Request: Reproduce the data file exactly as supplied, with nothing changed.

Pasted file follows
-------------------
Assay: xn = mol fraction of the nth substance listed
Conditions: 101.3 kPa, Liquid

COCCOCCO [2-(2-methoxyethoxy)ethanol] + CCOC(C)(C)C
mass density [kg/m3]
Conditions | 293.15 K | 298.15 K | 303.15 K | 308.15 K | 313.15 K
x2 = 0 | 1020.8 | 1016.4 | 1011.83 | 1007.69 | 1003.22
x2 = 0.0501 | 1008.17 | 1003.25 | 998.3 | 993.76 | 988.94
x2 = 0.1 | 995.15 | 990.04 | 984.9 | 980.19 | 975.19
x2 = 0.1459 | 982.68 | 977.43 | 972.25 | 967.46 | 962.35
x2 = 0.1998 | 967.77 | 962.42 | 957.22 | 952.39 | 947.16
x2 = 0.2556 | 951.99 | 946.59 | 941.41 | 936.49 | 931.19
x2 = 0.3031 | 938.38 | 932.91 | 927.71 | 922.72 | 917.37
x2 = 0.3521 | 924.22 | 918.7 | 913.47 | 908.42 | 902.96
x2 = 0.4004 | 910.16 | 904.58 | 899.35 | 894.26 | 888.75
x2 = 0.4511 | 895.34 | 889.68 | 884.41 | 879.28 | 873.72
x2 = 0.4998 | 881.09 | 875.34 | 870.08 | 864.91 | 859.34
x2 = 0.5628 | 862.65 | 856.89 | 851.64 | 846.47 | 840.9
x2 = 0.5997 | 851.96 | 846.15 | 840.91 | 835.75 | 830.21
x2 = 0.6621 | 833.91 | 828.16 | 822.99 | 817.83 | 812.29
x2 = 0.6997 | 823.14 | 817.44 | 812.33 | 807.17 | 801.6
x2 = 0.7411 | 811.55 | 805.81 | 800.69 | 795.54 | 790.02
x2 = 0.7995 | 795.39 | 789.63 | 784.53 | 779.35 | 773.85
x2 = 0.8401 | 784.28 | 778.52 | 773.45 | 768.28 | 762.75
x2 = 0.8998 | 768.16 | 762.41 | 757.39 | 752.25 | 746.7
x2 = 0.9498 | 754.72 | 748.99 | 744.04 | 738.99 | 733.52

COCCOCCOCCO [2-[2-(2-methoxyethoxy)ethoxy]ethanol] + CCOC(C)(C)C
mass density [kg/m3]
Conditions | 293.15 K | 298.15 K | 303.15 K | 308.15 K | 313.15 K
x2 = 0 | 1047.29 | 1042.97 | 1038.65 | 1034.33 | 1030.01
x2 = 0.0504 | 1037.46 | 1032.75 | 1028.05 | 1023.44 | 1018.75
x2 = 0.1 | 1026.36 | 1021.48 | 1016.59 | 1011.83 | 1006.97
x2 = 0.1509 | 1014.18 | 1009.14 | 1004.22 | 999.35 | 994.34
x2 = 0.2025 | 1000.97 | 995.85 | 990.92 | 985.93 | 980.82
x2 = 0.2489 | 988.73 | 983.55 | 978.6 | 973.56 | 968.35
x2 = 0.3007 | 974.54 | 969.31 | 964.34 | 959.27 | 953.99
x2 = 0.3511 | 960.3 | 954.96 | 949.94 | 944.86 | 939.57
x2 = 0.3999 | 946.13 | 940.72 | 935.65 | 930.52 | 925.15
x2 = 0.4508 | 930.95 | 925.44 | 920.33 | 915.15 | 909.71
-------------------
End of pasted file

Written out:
Assay: xn = mol fraction of the nth substance listed
Conditions: 101.3 kPa, Liquid

COCCOCCO [2-(2-methoxyethoxy)ethanol] + CCOC(C)(C)C
mass density [kg/m3]
Conditions | 293.15 K | 298.15 K | 303.15 K | 308.15 K | 313.15 K
x2 = 0 | 1020.8 | 1016.4 | 1011.83 | 1007.69 | 1003.22
x2 = 0.0501 | 1008.17 | 1003.25 | 998.3 | 993.76 | 988.94
x2 = 0.1 | 995.15 | 990.04 | 984.9 | 980.19 | 975.19
x2 = 0.1459 | 982.68 | 977.43 | 972.25 | 967.46 | 962.35
x2 = 0.1998 | 967.77 | 962.42 | 957.22 | 952.39 | 947.16
x2 = 0.2556 | 951.99 | 946.59 | 941.41 | 936.49 | 931.19
x2 = 0.3031 | 938.38 | 932.91 | 927.71 | 922.72 | 917.37
x2 = 0.3521 | 924.22 | 918.7 | 913.47 | 908.42 | 902.96
x2 = 0.4004 | 910.16 | 904.58 | 899.35 | 894.26 | 888.75
x2 = 0.4511 | 895.34 | 889.68 | 884.41 | 879.28 | 873.72
x2 = 0.4998 | 881.09 | 875.34 | 870.08 | 864.91 | 859.34
x2 = 0.5628 | 862.65 | 856.89 | 851.64 | 846.47 | 840.9
x2 = 0.5997 | 851.96 | 846.15 | 840.91 | 835.75 | 830.21
x2 = 0.6621 | 833.91 | 828.16 | 822.99 | 817.83 | 812.29
x2 = 0.6997 | 823.14 | 817.44 | 812.33 | 807.17 | 801.6
x2 = 0.7411 | 811.55 | 805.81 | 800.69 | 795.54 | 790.02
x2 = 0.7995 | 795.39 | 789.63 | 784.53 | 779.35 | 773.85
x2 = 0.8401 | 784.28 | 778.52 | 773.45 | 768.28 | 762.75
x2 = 0.8998 | 768.16 | 762.41 | 757.39 | 752.25 | 746.7
x2 = 0.9498 | 754.72 | 748.99 | 744.04 | 738.99 | 733.52

COCCOCCOCCO [2-[2-(2-methoxyethoxy)ethoxy]ethanol] + CCOC(C)(C)C
mass density [kg/m3]
Conditions | 293.15 K | 298.15 K | 303.15 K | 308.15 K | 313.15 K
x2 = 0 | 1047.29 | 1042.97 | 1038.65 | 1034.33 | 1030.01
x2 = 0.0504 | 1037.46 | 1032.75 | 1028.05 | 1023.44 | 1018.75
x2 = 0.1 | 1026.36 | 1021.48 | 1016.59 | 1011.83 | 1006.97
x2 = 0.1509 | 1014.18 | 1009.14 | 1004.22 | 999.35 | 994.34
x2 = 0.2025 | 1000.97 | 995.85 | 990.92 | 985.93 | 980.82
x2 = 0.2489 | 988.73 | 983.55 | 978.6 | 973.56 | 968.35
x2 = 0.3007 | 974.54 | 969.31 | 964.34 | 959.27 | 953.99
x2 = 0.3511 | 960.3 | 954.96 | 949.94 | 944.86 | 939.57
x2 = 0.3999 | 946.13 | 940.72 | 935.65 | 930.52 | 925.15
x2 = 0.4508 | 930.95 | 925.44 | 920.33 | 915.15 | 909.71